Today was a different event I joined about 20 other STEMnet ambassadors from all sorts of parts of industry, currently working and retired. We were at the Winchester Science Centre (I still call it Intech). It was where were shot one of the road trip episodes on Cool Stuff Collective. It was an event aimed at secondary school boys specifically. It was delivered as part of International Mens Day. This may seem strange to focus on us males in the workplace given there already lots of men in the industry. However, it is not always a good idea to ignore one part of society. These boys also needed the information and role models to talk to. So the excuse of a international day or event regardless of gender makes sense to catch some of them.
The day would work as well for groups of girls, the events and experiences were not specifically blokey.
We had groups building bristlebots and trying to make them go in a straight line. (These are DIY versions of Hexbugs. A bristle, like a toothbrush has a vibrating solenoid strapped to it. It causes the bug to shake itself forward in a very insect like way.
One of the very enterprising teams decided to forego the placing of pipe cleaners and weights etc to make the bug drive straight. Instead they build a rail system with straws as outriggers bolted to the bug bug much wider than it. It was a bit of a cheat, but as there were no rules I think it was a very cool build for the 15 mins they had.
The other even was trying to build a small ramps out of kinex and paper only for a micro RC car to jump off. The cars were very twitchy and it was q tricky task to even hit a ramp let alone build one. This made it even more entertaining to watch.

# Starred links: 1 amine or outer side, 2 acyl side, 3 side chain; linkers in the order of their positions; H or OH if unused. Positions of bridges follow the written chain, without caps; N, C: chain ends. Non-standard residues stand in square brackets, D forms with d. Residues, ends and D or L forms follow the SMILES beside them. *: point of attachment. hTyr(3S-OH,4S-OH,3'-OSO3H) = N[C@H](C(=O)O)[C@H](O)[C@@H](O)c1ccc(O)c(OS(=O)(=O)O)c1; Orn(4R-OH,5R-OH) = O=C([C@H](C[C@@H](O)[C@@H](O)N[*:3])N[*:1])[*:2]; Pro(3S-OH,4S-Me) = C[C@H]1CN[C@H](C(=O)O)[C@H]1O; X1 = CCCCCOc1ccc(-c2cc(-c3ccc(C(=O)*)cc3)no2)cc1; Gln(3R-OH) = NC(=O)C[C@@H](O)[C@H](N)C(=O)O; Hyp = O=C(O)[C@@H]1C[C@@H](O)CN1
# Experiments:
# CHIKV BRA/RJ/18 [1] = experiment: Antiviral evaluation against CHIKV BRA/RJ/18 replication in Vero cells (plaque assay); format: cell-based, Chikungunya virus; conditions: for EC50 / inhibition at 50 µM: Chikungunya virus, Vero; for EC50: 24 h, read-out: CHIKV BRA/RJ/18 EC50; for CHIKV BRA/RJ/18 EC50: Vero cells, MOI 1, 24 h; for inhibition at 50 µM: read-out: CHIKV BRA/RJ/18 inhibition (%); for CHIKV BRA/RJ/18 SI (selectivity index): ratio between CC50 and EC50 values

The final hands on was a robot arm test of teamwork. In cross school groups two people at a time had to control the arm and try to pick up the blocks. Every 30 seconds they were swapped out for other people in the team.
The final part was a speed networking. Each of us STEMnet ambassadors had table and every 4 minutes we talked to 5 students about our life and our work. We all had props. I had the MergeVR headset, my 3d printed Makie, my Flush magazine articles and of course a copy of Reconfigure I told them all about IBM and about virtual worlds and VR and the journey via TV presenting and now authoring. Still that I am a programmer, but that there is a lot they can chose to do.
One question I got was about whether it paid well. I explained a corporate job pays very well, but when you leave that money is a different matter altogether. Trying to sell a book to generate a bit of income, or chasing contracts of any value is tricky when you do leading edge stuff. I did explain that they should focus on IoT as a way forward. That would be a lucrative set of things to invent and get into.
After lunch we were treated to a full planetarium fly through. It was a bit like playing Elite Dangerous but we went out even further. The narrator/pilot was fantastic.
It was a very rewarding day indeed I think. It was also great to meet to many other people interested in helping others grow their STEM knowledge.
On Saturday we took a family trip to London to the Lee Valley Velodrome on the 2012 Olympic park site. We had tickets to see the Revolution series. Here various pro cycling teams and riders from around the world compete indoors on the banked circuit. WE had been to see some of the Olympics during 2012 but that was the gymnastics at the O2/Millennium Dome so we had not seen the big stadium, giant sculpture nor the velodrome yet.